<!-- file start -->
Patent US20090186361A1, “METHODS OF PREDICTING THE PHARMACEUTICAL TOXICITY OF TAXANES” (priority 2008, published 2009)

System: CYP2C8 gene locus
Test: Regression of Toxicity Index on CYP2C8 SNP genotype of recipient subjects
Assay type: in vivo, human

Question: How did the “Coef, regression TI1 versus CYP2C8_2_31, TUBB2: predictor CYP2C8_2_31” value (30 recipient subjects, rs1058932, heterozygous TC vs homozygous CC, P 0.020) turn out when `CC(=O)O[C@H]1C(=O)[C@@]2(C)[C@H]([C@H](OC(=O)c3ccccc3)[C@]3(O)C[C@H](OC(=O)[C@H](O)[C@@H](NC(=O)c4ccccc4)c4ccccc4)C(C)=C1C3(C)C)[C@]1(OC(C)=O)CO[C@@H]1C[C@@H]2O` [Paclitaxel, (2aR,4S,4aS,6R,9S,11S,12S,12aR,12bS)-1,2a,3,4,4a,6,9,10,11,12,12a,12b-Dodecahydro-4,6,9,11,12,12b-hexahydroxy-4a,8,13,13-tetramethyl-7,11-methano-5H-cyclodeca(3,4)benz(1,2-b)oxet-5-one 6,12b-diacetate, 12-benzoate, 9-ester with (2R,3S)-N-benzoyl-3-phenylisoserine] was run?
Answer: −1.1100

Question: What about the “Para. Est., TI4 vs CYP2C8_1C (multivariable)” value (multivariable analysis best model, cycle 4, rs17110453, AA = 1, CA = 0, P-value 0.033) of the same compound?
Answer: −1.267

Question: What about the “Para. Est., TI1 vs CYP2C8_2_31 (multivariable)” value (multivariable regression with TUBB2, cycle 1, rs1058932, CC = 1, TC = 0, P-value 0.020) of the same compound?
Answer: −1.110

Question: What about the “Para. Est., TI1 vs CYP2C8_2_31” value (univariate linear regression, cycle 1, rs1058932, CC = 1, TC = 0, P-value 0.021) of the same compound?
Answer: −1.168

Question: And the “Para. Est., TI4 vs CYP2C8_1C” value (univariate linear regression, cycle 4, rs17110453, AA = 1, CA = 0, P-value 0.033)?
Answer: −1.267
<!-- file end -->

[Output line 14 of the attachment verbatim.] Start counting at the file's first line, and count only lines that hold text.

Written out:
Answer: −1.267